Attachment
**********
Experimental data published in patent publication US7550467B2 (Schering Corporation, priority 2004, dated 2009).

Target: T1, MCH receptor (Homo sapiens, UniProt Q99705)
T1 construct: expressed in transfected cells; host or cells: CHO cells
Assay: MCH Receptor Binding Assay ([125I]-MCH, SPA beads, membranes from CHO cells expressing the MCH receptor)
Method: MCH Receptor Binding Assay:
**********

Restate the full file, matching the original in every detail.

Experimental data published in patent publication US7550467B2 (Schering Corporation, priority 2004, dated 2009).

Target: T1, MCH receptor (Homo sapiens, UniProt Q99705)
T1 construct: expressed in transfected cells; host or cells: CHO cells
Assay: MCH Receptor Binding Assay ([125I]-MCH, SPA beads, membranes from CHO cells expressing the MCH receptor)
Method: MCH Receptor Binding Assay: